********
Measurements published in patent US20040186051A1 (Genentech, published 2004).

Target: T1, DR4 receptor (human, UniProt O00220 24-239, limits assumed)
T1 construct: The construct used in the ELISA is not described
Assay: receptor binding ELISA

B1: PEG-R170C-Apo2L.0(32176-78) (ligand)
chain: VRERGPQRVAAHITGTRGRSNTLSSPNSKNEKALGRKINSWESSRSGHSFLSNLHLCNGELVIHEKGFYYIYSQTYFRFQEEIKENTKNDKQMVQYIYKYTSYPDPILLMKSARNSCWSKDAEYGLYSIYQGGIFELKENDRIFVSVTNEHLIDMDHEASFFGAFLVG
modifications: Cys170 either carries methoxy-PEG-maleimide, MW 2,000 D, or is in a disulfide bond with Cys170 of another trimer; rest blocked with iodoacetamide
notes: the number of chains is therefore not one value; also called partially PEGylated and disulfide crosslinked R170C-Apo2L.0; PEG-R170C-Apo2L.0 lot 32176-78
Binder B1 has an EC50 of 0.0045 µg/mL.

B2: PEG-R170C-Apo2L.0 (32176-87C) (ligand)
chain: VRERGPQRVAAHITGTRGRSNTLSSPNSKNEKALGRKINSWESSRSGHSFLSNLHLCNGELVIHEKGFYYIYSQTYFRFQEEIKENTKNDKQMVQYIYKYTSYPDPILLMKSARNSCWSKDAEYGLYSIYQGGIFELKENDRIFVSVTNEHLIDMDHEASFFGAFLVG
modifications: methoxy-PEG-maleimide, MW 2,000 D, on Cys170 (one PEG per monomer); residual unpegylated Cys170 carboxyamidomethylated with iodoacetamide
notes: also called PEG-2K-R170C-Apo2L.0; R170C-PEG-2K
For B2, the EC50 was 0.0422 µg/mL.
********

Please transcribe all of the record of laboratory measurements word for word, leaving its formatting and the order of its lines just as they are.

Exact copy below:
Measurements published in patent US20040186051A1 (Genentech, published 2004).

Target: T1, DR4 receptor (human, UniProt O00220 24-239, limits assumed)
T1 construct: The construct used in the ELISA is not described
Assay: receptor binding ELISA

B1: PEG-R170C-Apo2L.0(32176-78) (ligand)
chain: VRERGPQRVAAHITGTRGRSNTLSSPNSKNEKALGRKINSWESSRSGHSFLSNLHLCNGELVIHEKGFYYIYSQTYFRFQEEIKENTKNDKQMVQYIYKYTSYPDPILLMKSARNSCWSKDAEYGLYSIYQGGIFELKENDRIFVSVTNEHLIDMDHEASFFGAFLVG
modifications: Cys170 either carries methoxy-PEG-maleimide, MW 2,000 D, or is in a disulfide bond with Cys170 of another trimer; rest blocked with iodoacetamide
notes: the number of chains is therefore not one value; also called partially PEGylated and disulfide crosslinked R170C-Apo2L.0; PEG-R170C-Apo2L.0 lot 32176-78
Binder B1 has an EC50 of 0.0045 µg/mL.

B2: PEG-R170C-Apo2L.0 (32176-87C) (ligand)
chain: VRERGPQRVAAHITGTRGRSNTLSSPNSKNEKALGRKINSWESSRSGHSFLSNLHLCNGELVIHEKGFYYIYSQTYFRFQEEIKENTKNDKQMVQYIYKYTSYPDPILLMKSARNSCWSKDAEYGLYSIYQGGIFELKENDRIFVSVTNEHLIDMDHEASFFGAFLVG
modifications: methoxy-PEG-maleimide, MW 2,000 D, on Cys170 (one PEG per monomer); residual unpegylated Cys170 carboxyamidomethylated with iodoacetamide
notes: also called PEG-2K-R170C-Apo2L.0; R170C-PEG-2K
For B2, the EC50 was 0.0422 µg/mL.